A QR code is a graphic which contains hidden data. Using an app on your smart phone, taking a photo of the QR code can send the browser on the smart phone to the website URL hidden in the QR code.
QR codes can be distributed anywhere you can display something.
QR codes meanwhile are still generated in Google's URL shortener.
WHY DOES GOOGLE REMOVE QR SUPPORT?
NFC stands for Near Field Communication. Small RFID-like passive transmitters can send out information to a smart phone if the device is within a 10 cm. range. The power of the receiver, the mobile phone, essentially feeds the RFID so that it, the transmitter, doesn't need to rely on a battery of its own.
A popular predicted application of NFC is to use your mobile phone as a wallet: you would pass it in front of a sensor instead of passing your bankcard through a slot.
Google works on a mobile payment system relying on NFC.
Google says that they're "exploring new ways to enable customers to quickly and easily find information about local businesses from their mobile phones".
Besides QR codes and QR look-a-likes the only other technology available that would do that .. is NFC.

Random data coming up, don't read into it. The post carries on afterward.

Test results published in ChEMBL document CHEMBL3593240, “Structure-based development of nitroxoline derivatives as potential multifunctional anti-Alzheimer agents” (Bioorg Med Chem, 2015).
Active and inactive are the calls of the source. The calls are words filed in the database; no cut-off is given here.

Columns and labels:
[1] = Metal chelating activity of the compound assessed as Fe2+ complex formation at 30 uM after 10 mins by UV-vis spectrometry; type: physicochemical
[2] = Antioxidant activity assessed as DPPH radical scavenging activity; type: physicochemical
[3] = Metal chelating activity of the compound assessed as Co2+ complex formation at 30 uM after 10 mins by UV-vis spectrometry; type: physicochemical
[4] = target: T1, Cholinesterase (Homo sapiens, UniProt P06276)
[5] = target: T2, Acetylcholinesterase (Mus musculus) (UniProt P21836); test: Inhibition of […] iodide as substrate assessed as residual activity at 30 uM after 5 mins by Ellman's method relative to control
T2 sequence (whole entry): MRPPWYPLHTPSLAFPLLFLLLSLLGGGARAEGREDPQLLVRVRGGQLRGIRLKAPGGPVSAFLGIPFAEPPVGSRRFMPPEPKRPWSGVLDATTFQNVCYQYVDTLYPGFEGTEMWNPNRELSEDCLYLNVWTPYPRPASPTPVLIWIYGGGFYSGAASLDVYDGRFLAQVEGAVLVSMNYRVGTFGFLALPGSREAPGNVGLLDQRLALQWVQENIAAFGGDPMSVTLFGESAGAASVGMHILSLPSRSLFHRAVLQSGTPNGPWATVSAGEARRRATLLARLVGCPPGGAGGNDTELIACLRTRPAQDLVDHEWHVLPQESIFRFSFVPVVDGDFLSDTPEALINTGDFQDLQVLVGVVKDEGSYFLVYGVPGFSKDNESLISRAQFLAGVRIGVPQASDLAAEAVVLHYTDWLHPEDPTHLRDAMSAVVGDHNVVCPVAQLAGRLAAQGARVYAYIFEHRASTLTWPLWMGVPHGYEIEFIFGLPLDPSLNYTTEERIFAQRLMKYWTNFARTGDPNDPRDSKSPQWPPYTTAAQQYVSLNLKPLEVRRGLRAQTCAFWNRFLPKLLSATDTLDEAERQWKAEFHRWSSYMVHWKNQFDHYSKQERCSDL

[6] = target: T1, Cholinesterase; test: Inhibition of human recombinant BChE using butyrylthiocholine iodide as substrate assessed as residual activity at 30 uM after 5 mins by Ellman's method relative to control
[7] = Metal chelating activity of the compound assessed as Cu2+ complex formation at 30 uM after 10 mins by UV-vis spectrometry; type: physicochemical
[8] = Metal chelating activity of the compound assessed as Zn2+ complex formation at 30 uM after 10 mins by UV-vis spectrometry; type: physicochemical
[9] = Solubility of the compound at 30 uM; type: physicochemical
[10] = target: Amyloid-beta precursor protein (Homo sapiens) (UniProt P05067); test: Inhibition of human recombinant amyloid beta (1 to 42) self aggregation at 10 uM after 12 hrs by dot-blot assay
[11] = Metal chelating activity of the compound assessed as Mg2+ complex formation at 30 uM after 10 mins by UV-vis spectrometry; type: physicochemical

Perhaps this is Google's way of helping push businesses to use NFC?
THE FUTURE OF QR
QR codes are easy to generate, simple to print, distribute and display. QR codes can appear anywhere print can.
QR codes can be processed by any smart phone with a camera and the right app.
For NFC to act as the carrier of information QR codes are commonly used for now by businesses an NFC-tag layer has to be added to the print medium.
To process NFC tags the smart phone has to support NFC.
The flexibility, ease, and low cost of QR code implementation seems to suggest prolonged life for QR.
WHAT THIS MEANS FOR YOU
The signal Google is sending is interesting but not yet industry significant.
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